Working on Positivity

Negative Thoughts


If I’m being super honest, negative thoughts are something I really struggle with (thank you anxiety and depression!) and am actively trying SUPER hard to work on, especially in the face of 2017 being an incredibly tough year. And it spirals REAL quick. (Here’s an awesome PDF on what they are and how to begin to fight them.)

When I am stressed and overwhelmed (hi, right now), these thoughts come on fast and furious. Like, to the point a few of my good friends have noticed basically to the minute when this happens, and I shut down. 

I follow this coach, Susi, online, and bought one of her trainings or memberships a while back, and am in a Facebook group (so many Facebook groups, I’m in…) about mindset journaling. So woo woo, I know…but man if this shit doesn’t work.

I had an interview last week for a gig, and I was TERRIFIED and telling myself all kinds of stories about why I shouldn’t get it. I remembered Susi’s mindset journaling, and Ali’s been doing some mantra stuff on IG on her stories — and I thought about the marathon affirmations Jess told me to do when I was freaking the F out about the race.

(Now obviously this doesn’t work if you’re not also prepared, but…)

I wrote down, “I have the experience and the expertise.” I wrote down all the reasons I could, not all the reasons I couldn’t. I abandoned all the reasons I couldn’t, wouldn’t, shouldn’t get the gig…and I got it!

I’m working on studying for my personal trainer certification, and I was learning about cortisol this weekend. Obviously I’ve known this is a stress hormone for a while, (and hi, living in NYC, working in social media AND having a crap year last year, I know I’ve probably got tons of extra cortisol coursing through my veins), but a trainer I know mentioned that excess cardio can lead to spiked cortisol too. So, theoretically, I asked her — does long distance running on top of being in a stressed out state extra spike your cortisol levels? Maybe, she said, and recommended, at a minimum, adding more strength/resistance training. Curious: have any of you noticed this, either anecdotally or through testing? (When I did InsideTracker in 2016, my cortisol level was OK, would be interesting to test it now…)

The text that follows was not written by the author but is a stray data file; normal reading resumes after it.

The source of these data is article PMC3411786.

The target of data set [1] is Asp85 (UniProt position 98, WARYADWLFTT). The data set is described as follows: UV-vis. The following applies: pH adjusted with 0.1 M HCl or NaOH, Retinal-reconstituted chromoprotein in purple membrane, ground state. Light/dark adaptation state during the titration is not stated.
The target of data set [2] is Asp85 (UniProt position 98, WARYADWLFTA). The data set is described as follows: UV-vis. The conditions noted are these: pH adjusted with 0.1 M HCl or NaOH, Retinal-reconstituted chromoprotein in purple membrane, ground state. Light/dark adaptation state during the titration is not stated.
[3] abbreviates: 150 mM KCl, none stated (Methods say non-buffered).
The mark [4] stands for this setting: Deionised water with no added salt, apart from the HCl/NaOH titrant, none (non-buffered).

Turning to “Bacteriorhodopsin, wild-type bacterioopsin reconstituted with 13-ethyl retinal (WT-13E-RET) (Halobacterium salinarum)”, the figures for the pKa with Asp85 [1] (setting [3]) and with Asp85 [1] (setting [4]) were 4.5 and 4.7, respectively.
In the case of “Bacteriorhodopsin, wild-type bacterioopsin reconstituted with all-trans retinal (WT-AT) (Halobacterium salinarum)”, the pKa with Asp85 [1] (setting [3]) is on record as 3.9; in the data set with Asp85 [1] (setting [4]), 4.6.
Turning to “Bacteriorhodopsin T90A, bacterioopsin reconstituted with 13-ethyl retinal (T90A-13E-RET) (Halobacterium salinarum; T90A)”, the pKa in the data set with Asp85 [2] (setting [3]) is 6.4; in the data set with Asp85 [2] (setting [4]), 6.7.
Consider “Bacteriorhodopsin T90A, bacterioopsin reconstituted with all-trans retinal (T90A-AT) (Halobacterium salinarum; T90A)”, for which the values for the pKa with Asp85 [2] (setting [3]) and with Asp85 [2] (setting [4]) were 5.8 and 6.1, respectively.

Finally, related to a lot of this: as usual, Claire Bidwell Smith speaks straight to my soul with this post about grieving in the New Year. Expecting to feel! magically! better! because the sun had set in 2017 was really naive at best.

So, tl;dr? I’m actively working really hard on looking for positivity and I probably have too much cortisol coursing through my veins but I’m off to run anyway?

How do you turn your negative thoughts around — and any experience on lowering your cortisol levels? 

10 comments on “Working on Positivity

  1. Victoria

    Dealing with automatic negative thoughts is really hard – I’m glad you are working on combating that.

    For lots of cardio and keep cortisol in check, I know that I’ve had better luck when I keep my blood sugar steady by concentrating my carb intake around my workouts. Science or something, idk.

  2. Sokphal

    I think with any race, you tell yourself to “trust in the training” – same with your career. You have a s*** ton of experience and “training” – I’m happy you got the gig! 🙂 Woot!

  3. Katie B

    One podcast I listened to (unfortunately, I can’t remember which one 🙁 ) compared running-induced (or other exercise-induced) stress on the body with emotional stress. I don’t recall all of the details, but I took away the idea that our bodies can only cope with so much stress, regardless of its source. So if you are having a very emotionally stressful time, you may need to reduce the physical demands on your body in order to avoid injury/other complications. Our bodies are so crazy, amazing, complicated!

  4. Amy

    So I have no knowledge about cortisol but I did just write about my training and just stress after a super hard couple of weeks. Not even a whole year and how that stress affected my training.

    I think it’s hugely hard to deal with it all. That’s the super short synopsis.


Leave a comment

Your email address will not be published. Required fields are marked *

This site uses Akismet to reduce spam. Learn how your comment data is processed.